Backup for geometry proofs can be the given facts of the problem itself, as well as other proven theorems and postulates that you have learned in your geometry class. Math has been around for thousands of years and by doing just a bit of research, you can find that there are many theorems and postulates that have been proven over the years. You can use any one of these as a backup.

Going back to our problem, let's see how this proof is worked. We want to prove the hypothesis that the two triangles are congruent. We are given the facts that two of the sides of the triangles are equal to each other. We have marked our diagrams with that information already. We just need to think of what we need in order to prove our hypothesis.

We know that if we prove the angle between the two sides is equal, then we can prove that the two triangles are equal by the way of the side-angle-side (SAS) postulate, which says that 'if two triangles have two sides with an angle in between that are equal, then the two triangles are congruent.' We can use the SAS postulate because it is a postulate that has been proven over the years.

So, now the question is, how can we prove the angles between the two sides in each of the triangles congruent? We see that the sides of the angles form straight lines, so we can use the vertical angles theorem to prove the angles congruent. The vertical angles theorem states that the opposite angles of two intersecting straight lines are equal to each other. Now we have a complete proof. Filled out, our two column geometry proof looks like this.

We have provided backup, or reasons, every step of the way. We have labeled our first column as statements and our second column with reasons to show that we have reasons for everything we say. One thing I want you to take note of here is that each statement is just one step closer to our hypothesis. Even if the step seems so little or so simple, you have to write it down. Nothing can be taken for granted.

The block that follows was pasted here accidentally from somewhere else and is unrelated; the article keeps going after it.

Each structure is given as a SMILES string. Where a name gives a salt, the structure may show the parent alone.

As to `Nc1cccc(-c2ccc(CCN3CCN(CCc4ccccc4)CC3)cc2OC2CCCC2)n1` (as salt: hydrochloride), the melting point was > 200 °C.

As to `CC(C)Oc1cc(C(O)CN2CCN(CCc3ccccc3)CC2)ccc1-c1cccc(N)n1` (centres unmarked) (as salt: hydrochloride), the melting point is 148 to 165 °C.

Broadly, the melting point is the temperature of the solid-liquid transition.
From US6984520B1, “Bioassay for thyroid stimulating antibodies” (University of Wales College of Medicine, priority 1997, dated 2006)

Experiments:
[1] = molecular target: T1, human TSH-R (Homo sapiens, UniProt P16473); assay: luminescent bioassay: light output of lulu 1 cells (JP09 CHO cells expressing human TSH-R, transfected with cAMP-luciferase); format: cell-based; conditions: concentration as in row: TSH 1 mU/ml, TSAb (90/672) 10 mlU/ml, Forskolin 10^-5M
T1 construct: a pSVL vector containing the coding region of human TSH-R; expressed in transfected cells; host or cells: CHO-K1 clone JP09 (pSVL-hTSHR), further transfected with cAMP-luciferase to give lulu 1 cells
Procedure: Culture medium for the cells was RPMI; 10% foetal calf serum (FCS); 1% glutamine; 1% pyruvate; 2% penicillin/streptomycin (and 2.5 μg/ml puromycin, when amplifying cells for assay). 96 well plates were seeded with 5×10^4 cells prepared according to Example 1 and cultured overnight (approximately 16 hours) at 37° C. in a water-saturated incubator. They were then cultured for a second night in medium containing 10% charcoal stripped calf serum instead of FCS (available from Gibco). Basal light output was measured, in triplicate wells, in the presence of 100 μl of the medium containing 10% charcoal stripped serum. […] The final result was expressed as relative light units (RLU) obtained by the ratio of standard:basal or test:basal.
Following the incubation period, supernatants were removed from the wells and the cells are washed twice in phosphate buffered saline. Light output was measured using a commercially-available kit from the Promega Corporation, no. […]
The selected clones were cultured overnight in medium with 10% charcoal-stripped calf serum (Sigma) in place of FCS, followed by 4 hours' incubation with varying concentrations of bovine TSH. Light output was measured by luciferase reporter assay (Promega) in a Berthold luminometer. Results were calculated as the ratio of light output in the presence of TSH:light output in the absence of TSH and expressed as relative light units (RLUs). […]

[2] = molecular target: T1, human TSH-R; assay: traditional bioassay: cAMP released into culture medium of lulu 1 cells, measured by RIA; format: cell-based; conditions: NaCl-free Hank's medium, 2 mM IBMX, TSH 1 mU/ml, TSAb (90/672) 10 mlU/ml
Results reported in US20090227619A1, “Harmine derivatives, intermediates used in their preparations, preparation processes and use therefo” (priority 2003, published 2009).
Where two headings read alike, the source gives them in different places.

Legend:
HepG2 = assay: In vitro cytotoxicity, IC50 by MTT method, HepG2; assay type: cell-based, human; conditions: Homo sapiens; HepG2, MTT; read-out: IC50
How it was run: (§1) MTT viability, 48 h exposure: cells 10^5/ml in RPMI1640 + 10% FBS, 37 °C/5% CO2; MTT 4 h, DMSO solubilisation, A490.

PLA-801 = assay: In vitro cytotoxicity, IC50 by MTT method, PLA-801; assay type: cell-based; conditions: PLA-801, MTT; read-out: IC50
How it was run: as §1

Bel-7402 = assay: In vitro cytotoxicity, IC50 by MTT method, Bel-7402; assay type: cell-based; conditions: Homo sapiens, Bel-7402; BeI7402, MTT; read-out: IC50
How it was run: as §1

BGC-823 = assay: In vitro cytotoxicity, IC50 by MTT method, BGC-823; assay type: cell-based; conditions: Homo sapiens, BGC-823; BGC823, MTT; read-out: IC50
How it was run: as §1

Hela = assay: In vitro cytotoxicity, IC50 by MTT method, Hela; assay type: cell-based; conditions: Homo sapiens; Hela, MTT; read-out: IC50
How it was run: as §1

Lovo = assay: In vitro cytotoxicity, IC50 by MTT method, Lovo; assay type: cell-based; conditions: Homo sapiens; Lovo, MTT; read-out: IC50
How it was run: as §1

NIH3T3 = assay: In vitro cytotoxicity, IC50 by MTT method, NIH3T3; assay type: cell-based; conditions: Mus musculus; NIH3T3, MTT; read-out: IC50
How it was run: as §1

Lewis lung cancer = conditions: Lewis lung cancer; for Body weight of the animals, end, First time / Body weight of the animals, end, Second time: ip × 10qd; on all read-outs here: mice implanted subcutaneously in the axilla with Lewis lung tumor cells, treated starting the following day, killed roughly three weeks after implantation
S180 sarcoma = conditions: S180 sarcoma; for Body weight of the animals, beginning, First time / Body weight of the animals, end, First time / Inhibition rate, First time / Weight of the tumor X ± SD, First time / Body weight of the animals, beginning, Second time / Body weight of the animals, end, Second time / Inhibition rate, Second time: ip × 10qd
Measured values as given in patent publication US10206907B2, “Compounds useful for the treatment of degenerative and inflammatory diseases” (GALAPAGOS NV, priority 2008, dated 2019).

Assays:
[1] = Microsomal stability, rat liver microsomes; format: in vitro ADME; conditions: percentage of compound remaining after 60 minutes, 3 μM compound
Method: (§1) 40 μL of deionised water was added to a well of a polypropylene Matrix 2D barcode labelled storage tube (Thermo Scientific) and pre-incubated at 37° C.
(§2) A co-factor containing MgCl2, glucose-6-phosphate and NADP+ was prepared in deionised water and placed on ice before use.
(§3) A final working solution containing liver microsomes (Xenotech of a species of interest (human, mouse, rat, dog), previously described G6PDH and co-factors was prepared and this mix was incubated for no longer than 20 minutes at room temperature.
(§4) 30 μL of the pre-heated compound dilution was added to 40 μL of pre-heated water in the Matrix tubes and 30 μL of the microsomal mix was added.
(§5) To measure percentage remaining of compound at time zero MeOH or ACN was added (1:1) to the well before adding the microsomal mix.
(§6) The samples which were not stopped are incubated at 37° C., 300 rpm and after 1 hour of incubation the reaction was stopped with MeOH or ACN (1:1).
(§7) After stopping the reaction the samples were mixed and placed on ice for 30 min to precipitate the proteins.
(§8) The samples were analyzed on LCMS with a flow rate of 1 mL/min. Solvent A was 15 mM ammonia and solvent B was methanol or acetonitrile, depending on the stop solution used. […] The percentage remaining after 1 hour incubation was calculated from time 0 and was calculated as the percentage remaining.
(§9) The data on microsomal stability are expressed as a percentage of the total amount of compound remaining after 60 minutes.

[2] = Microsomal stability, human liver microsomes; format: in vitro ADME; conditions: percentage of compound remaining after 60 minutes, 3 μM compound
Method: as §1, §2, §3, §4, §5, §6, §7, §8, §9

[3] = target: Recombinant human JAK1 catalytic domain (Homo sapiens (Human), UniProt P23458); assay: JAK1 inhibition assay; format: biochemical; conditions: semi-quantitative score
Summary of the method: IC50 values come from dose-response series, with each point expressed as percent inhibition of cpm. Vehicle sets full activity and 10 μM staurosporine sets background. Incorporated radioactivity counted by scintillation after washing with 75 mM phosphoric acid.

Just like in a court case, the lawyer covers every angle and has a reason for everything, the same with a geometry proof. If the proof turns out to show that the hypothesis cannot be proven as true, we would write in the last line that this hypothesis cannot be proved true along with a reason.

So, what have we learned? We've learned that a **geometry proof** is a formal way of showing that a particular statement is true. It begins with a hypothesis and an applicable diagram. The problem might also provide some given facts you can use.

To complete the proof, you write step-by-step statements that lead to your conclusion along with reasons for each statement you make. Two columns are used to write the proof. The statements go in the first column and the reasons go in the second column.

Nothing can be taken for granted. Every little step must be written down. Every step must have a reason. If the hypothesis cannot be proven true, then you would state that at the very last line of your proof.

After viewing the video lesson, you could:

- Realize how important geometric proofs are
- Recall how to properly set up and perform a proof
- Use a two-column system to present conclusionary statements

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Geometry: High School15 chapters | 160 lessons